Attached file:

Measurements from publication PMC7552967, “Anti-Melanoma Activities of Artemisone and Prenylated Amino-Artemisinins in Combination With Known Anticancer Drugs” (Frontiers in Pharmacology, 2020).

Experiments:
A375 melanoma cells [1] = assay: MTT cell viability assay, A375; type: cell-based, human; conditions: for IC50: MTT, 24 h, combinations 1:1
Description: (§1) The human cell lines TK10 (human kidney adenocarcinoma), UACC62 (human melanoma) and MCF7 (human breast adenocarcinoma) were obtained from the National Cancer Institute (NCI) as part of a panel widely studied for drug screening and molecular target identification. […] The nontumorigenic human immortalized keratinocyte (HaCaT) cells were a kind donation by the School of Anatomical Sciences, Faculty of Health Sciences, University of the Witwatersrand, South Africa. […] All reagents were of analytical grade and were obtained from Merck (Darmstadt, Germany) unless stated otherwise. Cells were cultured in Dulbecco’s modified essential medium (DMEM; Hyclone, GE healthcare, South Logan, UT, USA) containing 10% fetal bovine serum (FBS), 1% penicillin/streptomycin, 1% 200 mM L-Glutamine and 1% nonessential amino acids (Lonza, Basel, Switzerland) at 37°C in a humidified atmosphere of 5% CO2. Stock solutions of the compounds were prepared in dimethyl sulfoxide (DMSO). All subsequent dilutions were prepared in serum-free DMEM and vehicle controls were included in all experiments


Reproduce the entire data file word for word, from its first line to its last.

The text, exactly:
Measurements from publication PMC7552967, “Anti-Melanoma Activities of Artemisone and Prenylated Amino-Artemisinins in Combination With Known Anticancer Drugs” (Frontiers in Pharmacology, 2020).

Experiments:
A375 melanoma cells [1] = assay: MTT cell viability assay, A375; type: cell-based, human; conditions: for IC50: MTT, 24 h, combinations 1:1
Description: (§1) The human cell lines TK10 (human kidney adenocarcinoma), UACC62 (human melanoma) and MCF7 (human breast adenocarcinoma) were obtained from the National Cancer Institute (NCI) as part of a panel widely studied for drug screening and molecular target identification. […] The nontumorigenic human immortalized keratinocyte (HaCaT) cells were a kind donation by the School of Anatomical Sciences, Faculty of Health Sciences, University of the Witwatersrand, South Africa. […] All reagents were of analytical grade and were obtained from Merck (Darmstadt, Germany) unless stated otherwise. Cells were cultured in Dulbecco’s modified essential medium (DMEM; Hyclone, GE healthcare, South Logan, UT, USA) containing 10% fetal bovine serum (FBS), 1% penicillin/streptomycin, 1% 200 mM L-Glutamine and 1% nonessential amino acids (Lonza, Basel, Switzerland) at 37°C in a humidified atmosphere of 5% CO2. Stock solutions of the compounds were prepared in dimethyl sulfoxide (DMSO). All subsequent dilutions were prepared in serum-free DMEM and vehicle controls were included in all experiments